Elliott Leases Cars, Inc. v. Quigley

Annotate this Case

373 A.2d 810 (1977)


No. 75-134-Appeal.

Supreme Court of Rhode Island.

May 24, 1977.

Lovett & Linder, Ltd., Stephen G. Linder, Providence, for plaintiff.

Pucci & Goldin, Samuel A. Olevson, Providence, for defendant.


DORIS, Justice.

Elliott Leases Cars, Inc. (plaintiff) brings this civil action to recover from Emmy L. Quigley (defendant) the cost of repairs to *811 the plaintiff's automobile. The case was heard on stipulated facts by a Superior Court justice, sitting without a jury, on appeal from a judgment for the plaintiff rendered in District Court. The Superior Court justice entered judgment for the plaintiff, and the defendant now appeals. For the reasons which follow, we hold that the defendant's appeal must be sustained.

The plaintiff is a corporation engaged in the business of leasing automobiles. In March 1971, John Quigley, in his capacity as president of Rhode Island Buckle, Inc., leased an automobile from plaintiff. The defendant is the wife of an officer of said corporation. While driving the car with her husband's permission, defendant was involved in an accident. The defendant's negligence was stipulated to be the cause of the accident. The plaintiff brought suit against defendant for the total cost of repairing the car. The defendant denied liability on the ground that the lease contract obligated plaintiff to provide collision insurance for the benefit of defendant. The Superior Court justice, citing an explicit exemption contained in the contract, ruled that there was no obligation to provide collision insurance for accidents caused by the negligence of the operator of the leased automobile, and accordingly found defendant liable.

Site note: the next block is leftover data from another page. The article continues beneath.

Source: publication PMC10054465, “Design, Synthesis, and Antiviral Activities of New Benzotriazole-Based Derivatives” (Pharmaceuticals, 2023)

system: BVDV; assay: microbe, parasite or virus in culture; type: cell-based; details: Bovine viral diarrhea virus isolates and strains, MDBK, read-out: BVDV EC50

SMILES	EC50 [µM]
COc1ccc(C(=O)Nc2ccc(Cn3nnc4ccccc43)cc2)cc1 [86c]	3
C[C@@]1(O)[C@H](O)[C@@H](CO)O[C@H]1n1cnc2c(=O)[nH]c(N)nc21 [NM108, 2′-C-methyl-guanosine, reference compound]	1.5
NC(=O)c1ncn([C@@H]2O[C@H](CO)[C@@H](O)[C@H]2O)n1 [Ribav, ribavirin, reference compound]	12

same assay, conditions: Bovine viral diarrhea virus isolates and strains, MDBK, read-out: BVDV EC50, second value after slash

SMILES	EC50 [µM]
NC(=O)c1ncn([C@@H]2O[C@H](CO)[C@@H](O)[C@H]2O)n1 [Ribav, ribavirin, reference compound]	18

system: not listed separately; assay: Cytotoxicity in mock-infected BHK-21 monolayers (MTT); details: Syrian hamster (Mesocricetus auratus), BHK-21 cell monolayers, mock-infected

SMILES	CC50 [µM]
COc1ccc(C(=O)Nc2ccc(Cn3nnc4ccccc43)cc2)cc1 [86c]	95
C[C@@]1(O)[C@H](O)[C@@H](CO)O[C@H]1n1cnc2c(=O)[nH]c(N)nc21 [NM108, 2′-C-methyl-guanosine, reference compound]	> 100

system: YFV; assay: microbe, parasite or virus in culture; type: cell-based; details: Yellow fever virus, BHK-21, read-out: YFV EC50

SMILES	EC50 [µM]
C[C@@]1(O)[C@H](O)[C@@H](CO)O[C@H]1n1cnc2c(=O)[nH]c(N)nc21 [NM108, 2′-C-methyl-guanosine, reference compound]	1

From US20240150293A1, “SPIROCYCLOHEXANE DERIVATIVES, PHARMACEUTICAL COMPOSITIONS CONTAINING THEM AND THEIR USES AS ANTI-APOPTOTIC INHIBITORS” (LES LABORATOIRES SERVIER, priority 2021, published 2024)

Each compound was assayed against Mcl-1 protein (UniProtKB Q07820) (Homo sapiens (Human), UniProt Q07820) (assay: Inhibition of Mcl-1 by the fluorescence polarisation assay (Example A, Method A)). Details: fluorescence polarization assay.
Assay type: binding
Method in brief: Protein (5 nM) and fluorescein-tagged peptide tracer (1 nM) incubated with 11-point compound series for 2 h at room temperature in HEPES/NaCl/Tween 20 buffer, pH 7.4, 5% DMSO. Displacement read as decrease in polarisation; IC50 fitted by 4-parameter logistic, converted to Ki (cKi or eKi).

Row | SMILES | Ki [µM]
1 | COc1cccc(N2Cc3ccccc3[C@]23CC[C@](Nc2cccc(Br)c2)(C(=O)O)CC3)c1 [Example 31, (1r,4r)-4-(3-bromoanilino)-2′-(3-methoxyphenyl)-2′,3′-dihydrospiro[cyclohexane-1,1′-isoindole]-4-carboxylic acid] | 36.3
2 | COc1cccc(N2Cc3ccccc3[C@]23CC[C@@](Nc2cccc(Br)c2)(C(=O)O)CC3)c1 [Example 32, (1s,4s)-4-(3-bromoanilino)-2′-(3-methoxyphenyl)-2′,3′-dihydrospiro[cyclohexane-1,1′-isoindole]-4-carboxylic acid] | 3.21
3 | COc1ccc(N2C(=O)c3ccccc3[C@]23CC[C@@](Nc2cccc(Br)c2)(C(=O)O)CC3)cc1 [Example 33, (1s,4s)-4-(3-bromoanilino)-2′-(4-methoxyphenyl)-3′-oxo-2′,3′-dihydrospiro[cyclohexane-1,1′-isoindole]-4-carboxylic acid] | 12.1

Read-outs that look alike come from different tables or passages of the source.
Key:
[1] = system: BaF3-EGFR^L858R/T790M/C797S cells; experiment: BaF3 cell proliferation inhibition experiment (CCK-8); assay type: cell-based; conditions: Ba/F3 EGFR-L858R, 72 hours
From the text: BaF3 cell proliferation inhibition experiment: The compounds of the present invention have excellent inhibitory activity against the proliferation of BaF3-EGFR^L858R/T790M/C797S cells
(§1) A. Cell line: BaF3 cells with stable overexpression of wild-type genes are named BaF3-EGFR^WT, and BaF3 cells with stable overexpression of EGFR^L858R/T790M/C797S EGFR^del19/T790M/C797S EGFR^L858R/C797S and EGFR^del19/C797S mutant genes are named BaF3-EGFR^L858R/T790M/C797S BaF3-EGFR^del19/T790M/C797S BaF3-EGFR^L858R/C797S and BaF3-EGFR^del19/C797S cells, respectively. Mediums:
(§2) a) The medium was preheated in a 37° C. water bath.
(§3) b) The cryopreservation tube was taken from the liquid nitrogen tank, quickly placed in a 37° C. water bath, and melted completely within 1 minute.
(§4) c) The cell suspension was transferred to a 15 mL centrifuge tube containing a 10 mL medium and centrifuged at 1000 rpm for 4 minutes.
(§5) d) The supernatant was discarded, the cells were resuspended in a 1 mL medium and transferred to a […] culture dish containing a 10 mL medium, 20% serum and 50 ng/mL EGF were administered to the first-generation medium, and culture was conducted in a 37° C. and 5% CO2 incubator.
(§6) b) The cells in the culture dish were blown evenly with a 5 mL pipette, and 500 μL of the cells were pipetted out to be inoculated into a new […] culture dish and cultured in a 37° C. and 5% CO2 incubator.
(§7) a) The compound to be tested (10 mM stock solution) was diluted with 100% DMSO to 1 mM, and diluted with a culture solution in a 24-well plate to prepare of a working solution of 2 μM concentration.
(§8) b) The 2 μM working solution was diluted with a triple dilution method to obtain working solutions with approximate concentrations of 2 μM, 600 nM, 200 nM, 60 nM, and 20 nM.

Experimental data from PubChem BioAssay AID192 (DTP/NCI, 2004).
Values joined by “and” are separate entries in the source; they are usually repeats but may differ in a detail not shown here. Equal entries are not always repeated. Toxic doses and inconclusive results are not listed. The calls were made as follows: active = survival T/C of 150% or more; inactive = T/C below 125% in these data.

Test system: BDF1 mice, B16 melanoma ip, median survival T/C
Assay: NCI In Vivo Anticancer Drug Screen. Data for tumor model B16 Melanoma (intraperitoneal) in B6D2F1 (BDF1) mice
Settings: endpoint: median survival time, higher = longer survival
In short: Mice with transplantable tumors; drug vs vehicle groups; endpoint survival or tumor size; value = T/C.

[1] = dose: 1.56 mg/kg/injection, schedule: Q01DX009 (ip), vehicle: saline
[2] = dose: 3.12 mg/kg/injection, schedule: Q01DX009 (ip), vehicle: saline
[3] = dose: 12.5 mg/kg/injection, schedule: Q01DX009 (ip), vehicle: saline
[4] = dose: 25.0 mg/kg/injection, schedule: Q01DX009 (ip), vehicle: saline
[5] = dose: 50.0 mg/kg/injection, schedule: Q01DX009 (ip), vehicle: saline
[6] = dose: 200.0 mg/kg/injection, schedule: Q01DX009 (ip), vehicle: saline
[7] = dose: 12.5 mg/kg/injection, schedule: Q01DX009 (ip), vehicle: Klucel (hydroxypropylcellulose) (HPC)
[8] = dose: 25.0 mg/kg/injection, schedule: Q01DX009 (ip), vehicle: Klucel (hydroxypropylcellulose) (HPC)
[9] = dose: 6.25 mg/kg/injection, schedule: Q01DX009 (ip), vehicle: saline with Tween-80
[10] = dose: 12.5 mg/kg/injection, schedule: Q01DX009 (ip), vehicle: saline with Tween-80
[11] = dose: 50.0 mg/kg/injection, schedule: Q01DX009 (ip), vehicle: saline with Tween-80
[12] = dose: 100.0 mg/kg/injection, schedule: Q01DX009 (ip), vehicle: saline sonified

The issue before us on appeal is thus one of contract interpretation. We must decide first whether plaintiff was under a contractual duty to provide collision insurance without regard to negligence. If we find such a duty, we must then decide whether defendant may claim the benefit of such insurance.


The contractual relationship between plaintiff and defendant was embodied in two documents: a lease agreement, and a document entitled "Automobile Leasing Order." Both documents were standard forms prepared by plaintiff. Both dealt with the lease of the automobile in question. Each on its face appeared to recite all the terms of the transaction. Each was signed by both John Quigley and by plaintiff. Both were executed on March 22, 1971. Thus it is obvious that we cannot look to only one document or the other; the two together form the contract. To ascertain the scope of the agreement between the parties, we must construe each document in light of the other. 3 Corbin, Contracts § 549 at 188 (1960).

The document which bore the boldface heading "Automobile Leasing Order" (the leasing order) was a single printed page in the nature of a summary of the transaction. The body of that document contained a description of the leased vehicle, the monthly rental rate and the mileage charge. It also contained a list of 18 items which were followed by a check mark in one of two columns; the first column was headed "HERE IS WHAT ELLIOTT PROVIDES", and the second, "HERE IS WHAT CUSTOMER PAYS FOR." Included in the items to be paid for by plaintiff was the following: "ACCIDENT REPAIR100/deductDue to Collision (or Upset) per Accident." The defendant argues that this term constituted a promise on the part of plaintiff to provide collision insurance without regard to negligence.